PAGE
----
Of course, Friedrich Nietzsche and several other great philosophers like him do not make ideal poster figures for Valentine’s Day. They are remembered for their critical thinking and scholarly pursuits; but love and romance? Zilch.
Nietzsche, in particular, had a disastrous love life. He proposed thrice to the same woman but was rejected in all his attempts. He lived alone for most of his nomadic life, though he believed and wrote in one of his works that serial marriage would be good for men. In his mind, women were cut out for domestic life.
In a letter to the woman he wanted to marry, he wrote:
“I would greatly wish to be allowed to be your teacher. In the end, to be quite frank: I am looking for people who could be my heirs; some of the things that preoccupy me are not be to found in my books—and I am looking for the finest, most fertile ground for them.”
That’s a classic declaration of love – Nietzsche style.
SØren Kierkegaard is another tragic romantic. He fell in love and was loved in return. A month after his engagement, he broke off with his fiancée and was said to return his engagement ring to her – via mail. Fearing that he could not be a good husband, theologist, and literary critic all at the same time, he chose to remain unmarried.
His regret over this failed romance can be seen in these lines from Either/Or (1843), his first published work:
“If you marry, you will regret it; if you do not marry, you will also regret it; if you marry or do not marry, you will regret both…”
The following great thinkers aren’t very inspiring either.
“You know, it’s quite a job starting to love somebody. You have to have energy, generosity, blindness. There is even a moment, in the very beginning, when you have to jump across a precipice: if you think about it you don’t do it.” — Nausea (1938)
“Love is a trap for men to perpetuate the species.”
Where science rules, love is also a widely studied subject. But to talk about lust and attraction in terms of testosterone, adrenaline, dopamine, or serotonin could be quite formidable.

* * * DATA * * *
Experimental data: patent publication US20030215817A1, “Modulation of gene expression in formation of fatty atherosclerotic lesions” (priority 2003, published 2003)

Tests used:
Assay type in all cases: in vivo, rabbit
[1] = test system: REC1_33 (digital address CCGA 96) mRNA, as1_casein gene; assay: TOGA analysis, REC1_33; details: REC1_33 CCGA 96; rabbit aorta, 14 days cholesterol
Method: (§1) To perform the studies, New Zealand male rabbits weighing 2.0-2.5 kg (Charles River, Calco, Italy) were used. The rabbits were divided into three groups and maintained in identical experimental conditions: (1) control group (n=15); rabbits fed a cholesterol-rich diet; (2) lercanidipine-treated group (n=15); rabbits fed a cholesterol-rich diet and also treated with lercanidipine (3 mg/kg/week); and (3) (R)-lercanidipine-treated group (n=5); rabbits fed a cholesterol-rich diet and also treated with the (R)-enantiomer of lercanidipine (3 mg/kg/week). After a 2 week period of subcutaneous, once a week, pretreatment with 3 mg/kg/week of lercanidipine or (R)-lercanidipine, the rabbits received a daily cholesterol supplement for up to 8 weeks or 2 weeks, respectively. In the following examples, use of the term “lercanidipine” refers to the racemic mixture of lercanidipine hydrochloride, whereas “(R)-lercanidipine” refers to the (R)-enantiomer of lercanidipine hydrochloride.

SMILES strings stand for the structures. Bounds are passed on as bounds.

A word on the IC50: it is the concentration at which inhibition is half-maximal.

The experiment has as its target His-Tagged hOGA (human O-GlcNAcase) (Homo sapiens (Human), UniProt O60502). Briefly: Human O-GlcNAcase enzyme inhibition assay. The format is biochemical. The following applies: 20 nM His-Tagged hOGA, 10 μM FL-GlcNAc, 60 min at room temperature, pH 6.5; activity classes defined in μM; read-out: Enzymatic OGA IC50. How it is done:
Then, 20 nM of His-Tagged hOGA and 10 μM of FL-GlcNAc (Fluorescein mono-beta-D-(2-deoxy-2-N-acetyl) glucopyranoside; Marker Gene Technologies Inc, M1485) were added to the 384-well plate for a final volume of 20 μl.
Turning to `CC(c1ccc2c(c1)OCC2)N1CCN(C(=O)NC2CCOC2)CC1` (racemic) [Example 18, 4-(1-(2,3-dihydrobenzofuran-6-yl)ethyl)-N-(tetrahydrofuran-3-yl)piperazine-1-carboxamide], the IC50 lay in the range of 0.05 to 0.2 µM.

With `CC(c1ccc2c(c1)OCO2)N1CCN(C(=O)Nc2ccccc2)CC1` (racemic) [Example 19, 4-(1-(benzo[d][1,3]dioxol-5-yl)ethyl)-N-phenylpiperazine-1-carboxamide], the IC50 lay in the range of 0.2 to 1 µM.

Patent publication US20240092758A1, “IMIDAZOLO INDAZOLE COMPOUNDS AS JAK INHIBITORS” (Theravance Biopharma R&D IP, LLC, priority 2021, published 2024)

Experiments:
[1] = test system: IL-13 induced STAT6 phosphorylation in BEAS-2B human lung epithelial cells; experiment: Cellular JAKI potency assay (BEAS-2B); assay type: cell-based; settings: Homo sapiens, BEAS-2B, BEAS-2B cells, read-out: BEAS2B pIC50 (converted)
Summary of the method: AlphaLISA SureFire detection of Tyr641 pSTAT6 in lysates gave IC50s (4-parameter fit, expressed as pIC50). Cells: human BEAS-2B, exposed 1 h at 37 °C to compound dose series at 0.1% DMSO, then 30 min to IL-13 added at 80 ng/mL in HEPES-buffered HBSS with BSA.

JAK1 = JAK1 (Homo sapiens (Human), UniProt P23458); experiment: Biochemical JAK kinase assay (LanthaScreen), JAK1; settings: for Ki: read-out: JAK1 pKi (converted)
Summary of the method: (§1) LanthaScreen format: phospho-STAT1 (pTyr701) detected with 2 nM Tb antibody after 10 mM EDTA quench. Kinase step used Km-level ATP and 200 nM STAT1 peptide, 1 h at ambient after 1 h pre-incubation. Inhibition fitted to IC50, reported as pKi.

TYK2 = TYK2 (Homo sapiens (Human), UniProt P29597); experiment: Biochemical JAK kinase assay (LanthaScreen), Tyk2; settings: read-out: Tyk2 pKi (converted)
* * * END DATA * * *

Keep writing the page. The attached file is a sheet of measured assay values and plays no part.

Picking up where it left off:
So, if you want to anatomize love, click here.
And that explains, perhaps, why all the world loves a poet. Poem writers love rhyme and rhythm. They capture pure emotions in beautiful lines. In school we were told to memorize lines, or even entire poems; and some of those come in handy on certain days – like today.
‘Roses are red, violets are blue,’ for example, is more than just a nursery rhyme. It has been the inspiration for many Valentine greeting cards and love letters. And if you were around in the ‘60s, you might have sung this tune, too.
Years after school, it seems Elizabeth Barrett Browning and How Do I Love Thee never left us. I know some schmaltzy seniors who are still counting the ways — and can recite the poem from memory.
Remember the wedding scene in the movie Love Story? The character Oliver (Ryan O’Neal) recites Song of the Open Road by Walt Whitman, and Jenny (Ali MacGraw) reads Elizabeth Browning’s Sonnet XX11.
And this scene from the movie Four Weddings and a Funeral? The poem is by W. H. Auden.
Click here for more love verses.
To end this post, here’s one of Shakespeare’s famous sonnets.
Let me not to the marriage of true minds
Admit impediments. Love is not love
Which alters when it alteration finds,
Or bends with the remover to remove.
O no, it is an ever-fixèd mark
That looks on tempests and is never shaken;
It is the star to every wand’ring bark,
Whose worth’s unknown, although his height be taken.
Love’s not time’s fool, though rosy lips and cheeks
Within his bending sickle’s compass come:
Love alters not with his brief hours and weeks,
But bears it out even to the edge of doom.
If this be error and upon me proved,
I never writ, nor no man ever loved.
Heart eyes, anyone?